NW Winter Camping - tell me I'm crazy! - Page 2 - Fiberglass RV


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Old 10-26-2010, 05:18 PM   #15
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LSChilders:

You ever had a relative in Iowa City, IA?
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Old 10-26-2010, 06:24 PM   #16
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one advantage to winter camping is that you can often enjoy your favorite campground free. Not all have gates. Many forest service campgrounds pull the toilet paper, lock the potti doors, shut off the water and allow nature to take the campground over until spring.

It is quite OK to use them, you just won't have any services and may have to clean your table and fire ring before you use them.

Of the 11 campgrounds I worked this summer on the McKenzie River, only 3 have gates. I closed down most campgrounds last month. 2 more close tomorrow, the one I lived in being one of them. It has a gate.

I leave here tomorrow for the desert, taking the coast route. I will stop in at ranger stations to find out which ones alon the way are not gated. They are happy to tell you.
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Old 10-27-2010, 01:23 AM   #17
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LSChilders:

You ever had a relative in Iowa City, IA?

Nope, ... Sorry, .... I've only been there once, and no relatives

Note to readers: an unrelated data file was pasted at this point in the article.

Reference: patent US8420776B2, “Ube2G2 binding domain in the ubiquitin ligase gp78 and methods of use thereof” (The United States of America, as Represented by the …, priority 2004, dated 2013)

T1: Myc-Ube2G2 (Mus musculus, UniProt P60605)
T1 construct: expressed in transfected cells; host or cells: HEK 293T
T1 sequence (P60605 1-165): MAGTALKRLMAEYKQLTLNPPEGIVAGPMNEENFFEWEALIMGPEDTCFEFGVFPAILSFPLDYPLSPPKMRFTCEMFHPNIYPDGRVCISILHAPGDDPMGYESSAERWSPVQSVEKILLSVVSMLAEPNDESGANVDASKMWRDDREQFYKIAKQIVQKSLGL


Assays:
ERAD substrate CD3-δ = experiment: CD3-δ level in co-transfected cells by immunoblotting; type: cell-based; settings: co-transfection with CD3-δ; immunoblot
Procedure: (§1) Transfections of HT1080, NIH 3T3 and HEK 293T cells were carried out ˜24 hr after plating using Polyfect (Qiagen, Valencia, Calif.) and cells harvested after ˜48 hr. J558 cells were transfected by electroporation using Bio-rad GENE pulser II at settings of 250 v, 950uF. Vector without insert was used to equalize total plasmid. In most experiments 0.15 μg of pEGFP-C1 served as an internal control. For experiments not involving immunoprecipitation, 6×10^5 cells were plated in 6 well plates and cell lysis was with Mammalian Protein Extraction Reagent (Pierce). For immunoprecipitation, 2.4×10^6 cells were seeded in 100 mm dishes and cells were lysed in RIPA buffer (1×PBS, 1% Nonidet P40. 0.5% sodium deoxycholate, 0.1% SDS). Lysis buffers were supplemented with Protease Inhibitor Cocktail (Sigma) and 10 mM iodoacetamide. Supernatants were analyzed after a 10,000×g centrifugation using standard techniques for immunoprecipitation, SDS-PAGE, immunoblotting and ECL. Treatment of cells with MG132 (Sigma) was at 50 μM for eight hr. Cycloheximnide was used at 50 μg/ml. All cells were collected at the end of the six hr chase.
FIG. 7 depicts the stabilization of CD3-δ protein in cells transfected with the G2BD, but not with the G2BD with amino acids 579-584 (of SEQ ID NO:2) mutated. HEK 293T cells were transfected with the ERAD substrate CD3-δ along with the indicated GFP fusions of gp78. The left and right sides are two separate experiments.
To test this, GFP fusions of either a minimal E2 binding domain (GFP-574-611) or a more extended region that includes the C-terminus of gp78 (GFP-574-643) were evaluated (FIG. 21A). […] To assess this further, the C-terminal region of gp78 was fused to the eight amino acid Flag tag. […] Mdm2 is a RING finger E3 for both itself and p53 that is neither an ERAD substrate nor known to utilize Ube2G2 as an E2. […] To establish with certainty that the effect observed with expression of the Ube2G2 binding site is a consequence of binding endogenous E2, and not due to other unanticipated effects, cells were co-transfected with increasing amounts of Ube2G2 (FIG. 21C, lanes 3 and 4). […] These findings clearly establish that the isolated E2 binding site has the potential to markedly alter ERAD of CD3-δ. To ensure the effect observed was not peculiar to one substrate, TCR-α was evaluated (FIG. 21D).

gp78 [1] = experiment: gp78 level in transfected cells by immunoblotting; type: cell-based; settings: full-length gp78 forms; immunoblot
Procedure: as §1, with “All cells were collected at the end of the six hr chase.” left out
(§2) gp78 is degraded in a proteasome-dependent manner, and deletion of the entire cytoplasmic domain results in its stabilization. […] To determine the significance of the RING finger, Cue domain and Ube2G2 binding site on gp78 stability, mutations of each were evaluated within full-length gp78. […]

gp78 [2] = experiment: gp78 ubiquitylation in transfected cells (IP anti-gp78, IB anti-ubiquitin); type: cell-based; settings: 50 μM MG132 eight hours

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Old 10-27-2010, 02:46 AM   #18
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We've had some great week-ends in January and February. The furnace keeps us nice and warm. When the weather is sunny camp in sunny spot and enjoy. We spent about 4 days over the New Years holiday at the Oregon beach. One of our more fun trips. Pick a spot where there's a couple museums pretty close. Cold days can often be spent enjoying local museums.
Somebody mentioned staying is a place with electricity thinking it would be cheaper. My experience would indicate over wise. We generally camp in FS, NP campgrounds without hookups. With our Golden Age passports the average night costs less then $10.00. A place with hookups is generally at least $20.00. I can buy a lot of propane for the difference, about 1 tank a day.
The bottom line is don't let the weather stop you. Why do you have a trailer if it isn't to keep you warm and dry when the weather is nasty. Prepare for it warm clothes, hot drinks, and hot food. Bring along a couple good books, a few games, and topics of conversation.
Enjoy
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Old 10-27-2010, 12:17 PM   #19
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Winter camping is great.....(of course winter camping here in Florida isn't quite the same thing as what you're talking about).

Byron, we just returned from a weekend at a beautiful Florida Forest Service park (Krul Lake Recreation Area), with full electric hook-ups and, with our half price discount, it was only $8.00 a night. There are very few parks here in Florida that don't have electricity, even at the less expensive places - probably because AC is so important most of the year. If I lived "out west," or in many areas of the North, I would have probably gotten a propane equipped camper, but around here, all-electric works out just fine, and they don't seem to charge much, (if any) extra, for it.
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Old 10-27-2010, 07:32 PM   #20
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Ray I can honestly say I have never thought I would see Florida and the term winter camping used in the same discussion! ROFL What do you need to do to prep for such a trip. Turn the AC off? :-)
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Old 10-27-2010, 09:33 PM   #21